According to a report in Lab Manager, a University of Iowa study led by biology graduate student Amanda Nelson showed that even though cities may make an effort to plant green spaces to preserve wildlife, it may not work as well as previously thought.
Nelson and her team of a dozen undergraduates collected fruit and nut specimens from 250 sites. Although they found there were more black cherry and black walnut trees in cities than in rural areas, they found significantly fewer fruit flies in the cherries and walnuts of urban trees. The group’s finding suggests that the planting of host trees is not enough to maintain the healthy diversity of insect and other populations in the normal food chain, despite the presence of the same native North American cherry and walnut trees present in the natural environment.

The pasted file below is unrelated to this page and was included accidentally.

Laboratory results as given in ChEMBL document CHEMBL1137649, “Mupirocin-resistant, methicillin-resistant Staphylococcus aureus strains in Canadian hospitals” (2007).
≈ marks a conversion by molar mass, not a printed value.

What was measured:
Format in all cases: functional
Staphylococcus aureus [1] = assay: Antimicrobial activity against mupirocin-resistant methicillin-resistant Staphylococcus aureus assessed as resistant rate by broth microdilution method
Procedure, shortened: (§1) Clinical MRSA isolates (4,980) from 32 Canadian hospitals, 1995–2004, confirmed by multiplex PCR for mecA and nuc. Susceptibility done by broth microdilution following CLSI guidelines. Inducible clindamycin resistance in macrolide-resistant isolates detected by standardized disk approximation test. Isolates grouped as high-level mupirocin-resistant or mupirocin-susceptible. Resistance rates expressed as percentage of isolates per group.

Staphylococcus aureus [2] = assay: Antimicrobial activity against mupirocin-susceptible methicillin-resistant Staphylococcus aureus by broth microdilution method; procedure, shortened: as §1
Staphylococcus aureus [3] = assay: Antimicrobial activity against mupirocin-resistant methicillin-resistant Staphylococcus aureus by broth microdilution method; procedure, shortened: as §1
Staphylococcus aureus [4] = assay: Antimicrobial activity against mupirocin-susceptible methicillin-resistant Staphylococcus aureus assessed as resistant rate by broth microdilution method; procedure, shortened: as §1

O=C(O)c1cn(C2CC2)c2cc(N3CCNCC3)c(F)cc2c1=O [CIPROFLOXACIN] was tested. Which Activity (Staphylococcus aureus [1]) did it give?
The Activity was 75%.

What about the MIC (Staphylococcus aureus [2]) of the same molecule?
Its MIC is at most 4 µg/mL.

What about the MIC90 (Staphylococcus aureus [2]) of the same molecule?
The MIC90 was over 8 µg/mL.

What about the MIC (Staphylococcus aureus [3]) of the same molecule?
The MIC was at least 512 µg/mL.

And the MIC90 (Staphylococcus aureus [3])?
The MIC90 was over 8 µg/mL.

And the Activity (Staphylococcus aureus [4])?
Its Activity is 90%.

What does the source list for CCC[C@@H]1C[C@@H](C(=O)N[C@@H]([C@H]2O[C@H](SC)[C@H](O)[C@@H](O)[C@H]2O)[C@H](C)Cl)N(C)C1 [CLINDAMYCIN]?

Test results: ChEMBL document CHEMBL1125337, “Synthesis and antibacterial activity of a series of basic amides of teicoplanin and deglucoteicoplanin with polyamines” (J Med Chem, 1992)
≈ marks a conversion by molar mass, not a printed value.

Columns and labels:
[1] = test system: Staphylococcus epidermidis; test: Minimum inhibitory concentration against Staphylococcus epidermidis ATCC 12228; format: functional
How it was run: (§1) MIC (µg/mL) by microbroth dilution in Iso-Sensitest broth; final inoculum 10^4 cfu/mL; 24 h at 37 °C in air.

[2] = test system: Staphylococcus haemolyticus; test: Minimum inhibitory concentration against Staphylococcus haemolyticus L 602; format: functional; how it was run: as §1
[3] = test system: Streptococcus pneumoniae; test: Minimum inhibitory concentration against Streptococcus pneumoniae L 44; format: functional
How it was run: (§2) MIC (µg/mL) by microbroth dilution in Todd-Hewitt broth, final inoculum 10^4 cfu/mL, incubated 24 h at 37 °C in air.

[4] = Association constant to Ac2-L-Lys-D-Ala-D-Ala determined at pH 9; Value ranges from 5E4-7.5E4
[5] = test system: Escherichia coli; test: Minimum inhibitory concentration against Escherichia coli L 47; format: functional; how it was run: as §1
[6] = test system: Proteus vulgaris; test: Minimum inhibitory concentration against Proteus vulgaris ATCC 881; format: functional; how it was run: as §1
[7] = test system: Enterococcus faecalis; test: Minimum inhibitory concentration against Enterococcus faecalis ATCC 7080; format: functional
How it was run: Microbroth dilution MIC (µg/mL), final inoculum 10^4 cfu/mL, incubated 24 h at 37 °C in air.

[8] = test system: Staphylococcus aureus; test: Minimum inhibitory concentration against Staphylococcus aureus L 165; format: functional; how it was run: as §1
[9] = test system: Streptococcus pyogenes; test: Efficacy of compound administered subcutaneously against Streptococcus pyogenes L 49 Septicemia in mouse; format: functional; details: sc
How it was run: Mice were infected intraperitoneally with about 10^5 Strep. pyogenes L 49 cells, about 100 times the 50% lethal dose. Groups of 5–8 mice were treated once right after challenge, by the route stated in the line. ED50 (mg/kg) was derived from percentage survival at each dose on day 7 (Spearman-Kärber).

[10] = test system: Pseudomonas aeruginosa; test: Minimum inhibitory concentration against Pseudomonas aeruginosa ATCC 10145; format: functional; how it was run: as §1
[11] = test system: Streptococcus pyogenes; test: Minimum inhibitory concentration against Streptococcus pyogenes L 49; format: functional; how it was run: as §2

Nelson’s group believes that the presence of barriers in city areas, such as pavements and buildings, may prevent flies and other insects from meeting and breeding with other populations, limiting their genetic diversity and hardiness. Data from the study is still being analyzed in an effort to determine which manmade barriers are the most daunting for fly populations, and how it might be possible to redesign city green space to better preserve biodiversity.
Top image: Certain species, such as the walnut fly, may be limited by urban barriers. (Credit: Andrew Forbes)